“We define our business not as a paper greeting card company, but a meaningful connections company.”
— Alex Ho, CMO, American Greetings
Alex Ho is Chief Marketing Officer at American Greetings, the world’s largest greeting card producer. He’s been leading the company’s efforts to keep greeting cards relevant in a digital age. He recently spoke to SheReports about how American Greetings helps consumers deepen their relationships.
Happy Valentine’s Day! How much is your business is these big holidays, versus the everyday life events you’re focusing on in your current “Give Meaning” campaign?
Certainly seasonal greeting cards contribute a lot of volume to the business. According to the Greeting Card Association, there are about 145 million Valentine’s Day cards exchanged every year — and that’s not including the kids’ classroom valentines. But as digital means of communication have increased, greeting cards have started to take a new but meaningful role in consumers’ lives. Among younger users, it’s hard now to differentiate a casual Facebook friend from somebody who actually has a meaningful relationship with you. Millennials, in particular, are using greeting cards. In fact, they’re buying more expensive greeting cards to communicate something that digital communications aren’t able to provide, which is something more personal, more heartfelt and more customized for the recipient.
Millennials, in particular, are using greeting cards. In fact, they’re buying more expensive greeting cards to communicate something that digital communications aren’t able to provide, which is something more personal, more heartfelt and more customized for the recipient.
Who purchases greeting cards, and how is that shifting?
Greeting cards skew female, but they skew slightly female. I think most people would assume that it’s predominantly female. At a holiday like Valentine’s Day, men contribute about equally to purchases as do women. Millennials are the fastest growing segment because they are aging into what you would call the peak greeting card years. Weddings, showers, birth announcements, being the young mom organizing parties — all of those life stage things where greeting cards play an increasing role.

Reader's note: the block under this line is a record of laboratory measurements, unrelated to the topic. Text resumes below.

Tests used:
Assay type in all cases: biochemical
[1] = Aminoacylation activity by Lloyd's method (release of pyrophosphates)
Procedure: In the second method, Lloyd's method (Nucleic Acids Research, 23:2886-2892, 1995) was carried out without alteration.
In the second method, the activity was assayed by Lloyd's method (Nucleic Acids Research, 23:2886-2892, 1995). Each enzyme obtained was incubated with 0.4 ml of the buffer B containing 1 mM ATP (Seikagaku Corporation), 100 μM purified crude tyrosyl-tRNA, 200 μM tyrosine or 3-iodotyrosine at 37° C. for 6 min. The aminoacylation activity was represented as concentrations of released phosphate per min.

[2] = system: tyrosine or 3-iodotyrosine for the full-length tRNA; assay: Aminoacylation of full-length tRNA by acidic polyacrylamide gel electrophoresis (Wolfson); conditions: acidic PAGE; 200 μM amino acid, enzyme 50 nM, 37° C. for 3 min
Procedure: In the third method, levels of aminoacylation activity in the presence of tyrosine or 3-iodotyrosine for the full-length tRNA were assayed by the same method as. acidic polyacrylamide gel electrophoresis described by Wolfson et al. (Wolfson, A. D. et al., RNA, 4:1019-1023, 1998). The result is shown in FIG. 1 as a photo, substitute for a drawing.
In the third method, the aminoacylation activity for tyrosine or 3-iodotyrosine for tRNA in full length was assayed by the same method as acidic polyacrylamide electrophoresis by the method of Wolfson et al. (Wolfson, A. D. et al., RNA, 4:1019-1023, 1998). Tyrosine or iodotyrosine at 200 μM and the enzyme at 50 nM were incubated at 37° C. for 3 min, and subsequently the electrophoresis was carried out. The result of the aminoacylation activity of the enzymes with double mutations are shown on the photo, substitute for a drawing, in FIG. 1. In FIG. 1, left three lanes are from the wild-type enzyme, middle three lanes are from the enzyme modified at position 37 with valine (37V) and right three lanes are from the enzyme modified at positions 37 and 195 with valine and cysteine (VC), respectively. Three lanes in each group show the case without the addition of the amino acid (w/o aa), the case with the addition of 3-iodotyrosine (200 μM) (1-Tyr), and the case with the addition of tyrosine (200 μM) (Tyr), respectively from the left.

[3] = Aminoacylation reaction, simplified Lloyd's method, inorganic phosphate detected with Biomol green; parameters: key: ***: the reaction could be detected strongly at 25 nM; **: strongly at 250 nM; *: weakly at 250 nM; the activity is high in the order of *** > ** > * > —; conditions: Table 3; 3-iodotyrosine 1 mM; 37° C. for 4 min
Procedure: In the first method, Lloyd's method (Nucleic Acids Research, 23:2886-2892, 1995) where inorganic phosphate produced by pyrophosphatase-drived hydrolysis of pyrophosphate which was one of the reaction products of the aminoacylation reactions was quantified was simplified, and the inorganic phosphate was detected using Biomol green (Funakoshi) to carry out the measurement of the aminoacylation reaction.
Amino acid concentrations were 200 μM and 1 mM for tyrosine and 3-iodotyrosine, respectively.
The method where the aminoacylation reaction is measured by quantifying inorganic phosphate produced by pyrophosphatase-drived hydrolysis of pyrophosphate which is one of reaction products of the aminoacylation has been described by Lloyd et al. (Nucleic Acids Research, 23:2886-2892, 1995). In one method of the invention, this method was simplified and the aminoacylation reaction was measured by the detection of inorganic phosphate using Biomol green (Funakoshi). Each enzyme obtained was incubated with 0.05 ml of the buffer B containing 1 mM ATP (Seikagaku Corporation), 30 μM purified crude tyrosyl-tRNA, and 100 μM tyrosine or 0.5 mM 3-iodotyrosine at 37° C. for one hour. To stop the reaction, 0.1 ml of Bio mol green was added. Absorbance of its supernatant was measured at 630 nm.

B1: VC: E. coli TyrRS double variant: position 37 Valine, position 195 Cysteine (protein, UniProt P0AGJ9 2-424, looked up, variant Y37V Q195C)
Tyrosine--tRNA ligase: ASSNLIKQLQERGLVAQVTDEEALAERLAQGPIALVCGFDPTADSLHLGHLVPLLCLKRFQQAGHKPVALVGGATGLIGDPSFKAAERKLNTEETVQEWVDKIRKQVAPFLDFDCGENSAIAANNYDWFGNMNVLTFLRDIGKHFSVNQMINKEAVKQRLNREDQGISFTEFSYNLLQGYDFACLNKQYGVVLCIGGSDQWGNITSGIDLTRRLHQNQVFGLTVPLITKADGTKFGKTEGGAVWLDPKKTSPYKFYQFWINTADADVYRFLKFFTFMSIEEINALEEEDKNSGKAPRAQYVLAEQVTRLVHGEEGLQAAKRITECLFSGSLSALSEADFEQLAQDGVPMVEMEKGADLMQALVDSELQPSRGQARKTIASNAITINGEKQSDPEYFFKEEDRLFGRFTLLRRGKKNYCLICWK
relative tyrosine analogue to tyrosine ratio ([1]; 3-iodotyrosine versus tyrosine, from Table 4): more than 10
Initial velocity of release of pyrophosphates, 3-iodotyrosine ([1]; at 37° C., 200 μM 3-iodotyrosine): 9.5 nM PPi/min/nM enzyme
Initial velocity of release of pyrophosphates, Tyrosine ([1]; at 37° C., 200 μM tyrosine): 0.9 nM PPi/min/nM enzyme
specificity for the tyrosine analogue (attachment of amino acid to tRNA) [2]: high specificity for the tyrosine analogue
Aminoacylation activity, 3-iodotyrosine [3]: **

Greeting cards skew female, but they skew slightly female. I think most people would assume that it’s predominantly female.
How does that affect your marketing?
We tailor marketing communications toward females because of the purchase behavior. And I think what businesses need to realize is that unless you portray women accurately, your message won’t get though. For us, one of the challenges of greeting cards is many people see greeting cards as the greeting card of your mother or grandmother’s era. They’re overly sappy or sentimental and not genuine or authentic to you. But in reality, our greeting cards today are very resonant with all kinds of humor and all kinds of people. What we want to do is portray that greeting cards are, in fact, like you. For us to portray that without portraying women in an authentic way would be completely inconsistent with our product and what our product does. Those authentic, real connections are exactly what our business is about.
We also portray a broad spectrum of all kinds of demographics and psychographics in our marketing. As the world’s largest greeting card producer, we have a line of products for almost every audience you might imagine. Greeting cards are a product you don’t usually buy for yourself. You buy this product explicitly to give it away. So the product you’re buying needs to fit the recipient exactly. You have in your mind who they are, what their interests might be, what kind of sentiment or messaging might be appropriate.